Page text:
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Old Sep 5, 2017, 3:27 PM   #1
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Default Why am I still shooting Pentax?

Pentax is a brand that gets little respect from some younger photographers who have never seen a Spotmatic or a K1000 or an LX or an MESuper. They think that there are only two DSLR brands worth considering (nuf said).

I have shot with Pentax cameras since 1980 (or a few months before). Over the years I have appreciated their reliability and ease of use. When digital came along I considered changing brands but eventually stayed with Pentax. Over the years since I have collected many excellent FA lenses as well as a few DA lenses and a Tamron 70-200mm f2.8. To switch to another brand may be an option to someone with more disposable income (I am not poor but I do not have much excess cash). Then there is the simple, inescapable fact that Pentax is just as good as the rest (and better when you look at the rugged build and in body stabilization). Gear envy and the perception of many that only certain brands count (these people also pay way too much for jeans and running shoes) is a marketing myth which is very effective.

So, I do have an Olympus micro four thirds kit (all bought used or at close out prices) for travel and day to day but the Pentax K5 and K3 with my modest but capable selection of lenses have served me well and will continue to do so. I actually have experimented with both of the CaNikon offerings but saw no real need to switch.

No camera is perfect, no camera brand is perfect, get over it and get out and take some pictures. Tonight is a restaurant meal so it will be Olympus, but tomorrow...
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Pentax K5, K3:
FA 35mm f2, FA 50 f1.4, FA 28-70mm f4, FA 28-80mm f3.5-5.6, FA 80-320mm f4.5-5.6, F 50mm f1.7, Tamron SP 70-200mm f2.8 Di, DA 10-17 f3.5-4.5, DA 14 f2.8, DA 16-45mm f4, DA 18-55mm f3.5-5.6 WR, DA 50-200mm f4-5.6 WR, AF-540FGZ

Olympus E-P2, E-P5, OM-D E-M1: 9mm to 150mm lenses

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Old Sep 5, 2017, 5:08 PM   #2
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G'day Ira

I agree with you here mate - the Pentax range of cameras show remarkable reliability and used to be very popular [until 2 other brands swamped the media via the advertising budget]

My first Pentax was back in the mid-60s, the famous Pentax SV with clip-on external 'cds' meter coupled to the shutter rotary knob

The other great thing about Pentax, is that they licenced the lens mount to others, so that soon there was a bevy of alternate cameras all having the Pentax 'K' mount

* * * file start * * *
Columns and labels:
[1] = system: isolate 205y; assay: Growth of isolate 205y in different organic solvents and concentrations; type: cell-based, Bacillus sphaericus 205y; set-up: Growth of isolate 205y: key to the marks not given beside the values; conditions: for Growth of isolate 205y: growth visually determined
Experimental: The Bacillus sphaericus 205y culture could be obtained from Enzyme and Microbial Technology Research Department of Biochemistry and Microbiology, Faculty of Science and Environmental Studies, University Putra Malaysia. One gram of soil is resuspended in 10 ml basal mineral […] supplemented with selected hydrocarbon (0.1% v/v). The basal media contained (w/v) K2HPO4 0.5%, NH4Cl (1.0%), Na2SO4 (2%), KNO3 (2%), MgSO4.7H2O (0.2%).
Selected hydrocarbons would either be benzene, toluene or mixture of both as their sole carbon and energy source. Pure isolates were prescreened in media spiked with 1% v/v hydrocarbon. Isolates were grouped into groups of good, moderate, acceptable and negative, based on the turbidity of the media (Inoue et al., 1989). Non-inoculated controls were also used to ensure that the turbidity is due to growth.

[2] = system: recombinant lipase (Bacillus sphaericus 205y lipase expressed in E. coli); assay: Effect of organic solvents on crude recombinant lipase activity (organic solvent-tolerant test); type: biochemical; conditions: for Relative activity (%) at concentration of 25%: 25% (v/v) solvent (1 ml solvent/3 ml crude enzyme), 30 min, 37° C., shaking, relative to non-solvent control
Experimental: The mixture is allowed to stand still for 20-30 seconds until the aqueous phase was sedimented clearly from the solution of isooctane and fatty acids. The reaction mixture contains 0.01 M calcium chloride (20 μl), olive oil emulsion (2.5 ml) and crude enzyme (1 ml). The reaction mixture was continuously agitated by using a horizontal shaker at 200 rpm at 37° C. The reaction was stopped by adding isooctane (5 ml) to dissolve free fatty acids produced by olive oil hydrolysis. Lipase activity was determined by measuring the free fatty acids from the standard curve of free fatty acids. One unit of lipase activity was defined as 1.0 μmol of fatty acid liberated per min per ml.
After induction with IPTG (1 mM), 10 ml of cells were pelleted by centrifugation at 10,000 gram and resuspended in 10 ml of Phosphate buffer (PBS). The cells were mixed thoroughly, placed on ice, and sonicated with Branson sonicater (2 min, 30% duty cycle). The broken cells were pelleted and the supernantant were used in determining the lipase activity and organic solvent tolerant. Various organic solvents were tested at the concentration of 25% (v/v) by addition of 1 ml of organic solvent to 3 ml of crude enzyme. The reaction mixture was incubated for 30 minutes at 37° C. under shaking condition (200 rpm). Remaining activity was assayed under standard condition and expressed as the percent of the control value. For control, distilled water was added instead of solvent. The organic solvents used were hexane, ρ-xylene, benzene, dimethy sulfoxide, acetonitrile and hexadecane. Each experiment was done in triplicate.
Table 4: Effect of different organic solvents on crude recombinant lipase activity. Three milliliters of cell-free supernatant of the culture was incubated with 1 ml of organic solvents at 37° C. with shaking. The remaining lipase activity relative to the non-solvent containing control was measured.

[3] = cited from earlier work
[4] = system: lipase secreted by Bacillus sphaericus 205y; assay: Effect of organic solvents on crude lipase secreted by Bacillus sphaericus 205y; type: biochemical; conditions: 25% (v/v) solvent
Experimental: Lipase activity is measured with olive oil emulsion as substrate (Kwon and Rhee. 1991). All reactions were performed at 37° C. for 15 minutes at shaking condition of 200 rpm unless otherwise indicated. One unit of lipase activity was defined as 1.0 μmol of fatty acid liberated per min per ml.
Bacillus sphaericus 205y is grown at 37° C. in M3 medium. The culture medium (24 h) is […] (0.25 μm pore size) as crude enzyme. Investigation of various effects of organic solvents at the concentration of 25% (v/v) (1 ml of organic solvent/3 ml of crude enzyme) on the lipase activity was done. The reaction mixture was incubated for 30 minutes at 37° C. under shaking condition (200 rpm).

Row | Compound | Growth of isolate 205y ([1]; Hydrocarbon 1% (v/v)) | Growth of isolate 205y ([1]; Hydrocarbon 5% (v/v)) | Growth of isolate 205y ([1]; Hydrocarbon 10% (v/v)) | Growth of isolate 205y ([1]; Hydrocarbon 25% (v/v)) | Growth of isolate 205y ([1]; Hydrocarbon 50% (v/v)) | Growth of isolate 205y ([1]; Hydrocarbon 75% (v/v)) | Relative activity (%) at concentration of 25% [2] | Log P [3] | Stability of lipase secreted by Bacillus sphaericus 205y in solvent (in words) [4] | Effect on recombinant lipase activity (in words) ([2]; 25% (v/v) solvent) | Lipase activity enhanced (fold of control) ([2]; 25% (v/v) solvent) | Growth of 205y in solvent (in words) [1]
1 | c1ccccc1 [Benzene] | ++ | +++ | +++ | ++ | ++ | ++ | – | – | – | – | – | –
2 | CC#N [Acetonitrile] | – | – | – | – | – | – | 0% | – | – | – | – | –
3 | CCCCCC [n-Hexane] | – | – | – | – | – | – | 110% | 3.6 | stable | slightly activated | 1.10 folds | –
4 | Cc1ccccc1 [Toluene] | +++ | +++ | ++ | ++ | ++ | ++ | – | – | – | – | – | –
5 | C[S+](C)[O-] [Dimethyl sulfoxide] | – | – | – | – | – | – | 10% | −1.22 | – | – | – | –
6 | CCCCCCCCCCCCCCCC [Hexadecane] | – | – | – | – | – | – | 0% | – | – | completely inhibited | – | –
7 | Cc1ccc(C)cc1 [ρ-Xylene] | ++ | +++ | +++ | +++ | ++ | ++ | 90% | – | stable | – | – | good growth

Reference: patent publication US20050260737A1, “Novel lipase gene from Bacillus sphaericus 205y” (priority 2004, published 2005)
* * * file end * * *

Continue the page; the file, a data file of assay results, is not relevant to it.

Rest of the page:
For me however, I found that the Pentaxes of the 70s & 80s did not encompass many of the new ideas being floated, and were particularly conservative in their feature list, so I moved to Ricoh and used Ricoh + K-mount lenses for many years before going digital around 14-15 yrs ago

I do have a Pentax Kx with Sigma 18-135 in the cameras arsenal, but it does not get much use these days - it has become a 'workshop' camera for students to play with

Phil
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Old Sep 6, 2017, 9:13 AM   #3
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I guys I also have been shooting Pentax from the 70's on, when digital came out I really liked the Canon larger sensor P&S cameras and used them for many years. When it came time for DLSR I chose Pentax because I still had the film bodies and a few lenses around. I stayed with Pentax DSLRs from the K2000, Kr, and still have the K30. I have also added several F, FA, and DA lenses and plan on a K70 in the future. I have also found that cameras are tools and you need the right tool for the job. I use M4/3's Panasonic GM5 kit for travel. My Canon S100 for everyday carry and my Pentax kit for action, birding, sports and when I just want to shoot.
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Old Sep 6, 2017, 3:54 PM   #4
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I bought my first SLR 1985. I tried any camera i could get my hands on, to see what was important for me. Konica, Minolta, Nikon... I tried them all. It boiled down to Olympus or Pentax, for size and ergonomics. A well informed friend pointed at the k-mount, a mount Pentax had licensed to a number of other camera makers. Thus one could get and use Pentax, Ricoh, Vivitar, Cosina and a number of other lens options with a Pentax body.
So there was my first "real" camera, a Pentax Super A. A lens became two, three and more through the years.